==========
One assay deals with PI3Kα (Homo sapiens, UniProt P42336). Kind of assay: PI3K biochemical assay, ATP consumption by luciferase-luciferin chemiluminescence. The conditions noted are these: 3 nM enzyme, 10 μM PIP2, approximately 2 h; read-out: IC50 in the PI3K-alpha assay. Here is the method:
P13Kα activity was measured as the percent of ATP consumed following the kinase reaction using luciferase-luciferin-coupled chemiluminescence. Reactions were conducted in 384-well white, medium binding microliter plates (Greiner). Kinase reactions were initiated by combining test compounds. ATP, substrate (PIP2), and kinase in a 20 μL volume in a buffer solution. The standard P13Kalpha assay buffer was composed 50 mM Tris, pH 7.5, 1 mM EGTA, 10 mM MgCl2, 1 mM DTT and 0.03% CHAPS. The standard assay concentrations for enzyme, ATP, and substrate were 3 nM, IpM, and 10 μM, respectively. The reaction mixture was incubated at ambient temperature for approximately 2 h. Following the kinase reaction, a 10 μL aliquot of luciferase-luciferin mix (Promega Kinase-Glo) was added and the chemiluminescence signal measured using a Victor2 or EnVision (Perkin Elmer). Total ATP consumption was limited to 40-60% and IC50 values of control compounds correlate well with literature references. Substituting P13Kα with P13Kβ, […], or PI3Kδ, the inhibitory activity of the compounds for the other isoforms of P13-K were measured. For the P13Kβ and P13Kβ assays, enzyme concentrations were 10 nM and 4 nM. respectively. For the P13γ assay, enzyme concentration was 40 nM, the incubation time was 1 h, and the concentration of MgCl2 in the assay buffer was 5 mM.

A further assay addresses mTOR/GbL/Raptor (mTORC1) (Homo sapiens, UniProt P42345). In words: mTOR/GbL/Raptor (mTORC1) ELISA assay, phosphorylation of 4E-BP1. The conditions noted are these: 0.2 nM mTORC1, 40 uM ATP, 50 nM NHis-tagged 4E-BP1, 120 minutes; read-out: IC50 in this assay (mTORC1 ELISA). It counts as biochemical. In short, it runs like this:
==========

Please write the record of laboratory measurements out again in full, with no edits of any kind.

One assay deals with PI3Kα (Homo sapiens, UniProt P42336). Kind of assay: PI3K biochemical assay, ATP consumption by luciferase-luciferin chemiluminescence. The conditions noted are these: 3 nM enzyme, 10 μM PIP2, approximately 2 h; read-out: IC50 in the PI3K-alpha assay. Here is the method:
P13Kα activity was measured as the percent of ATP consumed following the kinase reaction using luciferase-luciferin-coupled chemiluminescence. Reactions were conducted in 384-well white, medium binding microliter plates (Greiner). Kinase reactions were initiated by combining test compounds. ATP, substrate (PIP2), and kinase in a 20 μL volume in a buffer solution. The standard P13Kalpha assay buffer was composed 50 mM Tris, pH 7.5, 1 mM EGTA, 10 mM MgCl2, 1 mM DTT and 0.03% CHAPS. The standard assay concentrations for enzyme, ATP, and substrate were 3 nM, IpM, and 10 μM, respectively. The reaction mixture was incubated at ambient temperature for approximately 2 h. Following the kinase reaction, a 10 μL aliquot of luciferase-luciferin mix (Promega Kinase-Glo) was added and the chemiluminescence signal measured using a Victor2 or EnVision (Perkin Elmer). Total ATP consumption was limited to 40-60% and IC50 values of control compounds correlate well with literature references. Substituting P13Kα with P13Kβ, […], or PI3Kδ, the inhibitory activity of the compounds for the other isoforms of P13-K were measured. For the P13Kβ and P13Kβ assays, enzyme concentrations were 10 nM and 4 nM. respectively. For the P13γ assay, enzyme concentration was 40 nM, the incubation time was 1 h, and the concentration of MgCl2 in the assay buffer was 5 mM.

A further assay addresses mTOR/GbL/Raptor (mTORC1) (Homo sapiens, UniProt P42345). In words: mTOR/GbL/Raptor (mTORC1) ELISA assay, phosphorylation of 4E-BP1. The conditions noted are these: 0.2 nM mTORC1, 40 uM ATP, 50 nM NHis-tagged 4E-BP1, 120 minutes; read-out: IC50 in this assay (mTORC1 ELISA). It counts as biochemical. In short, it runs like this: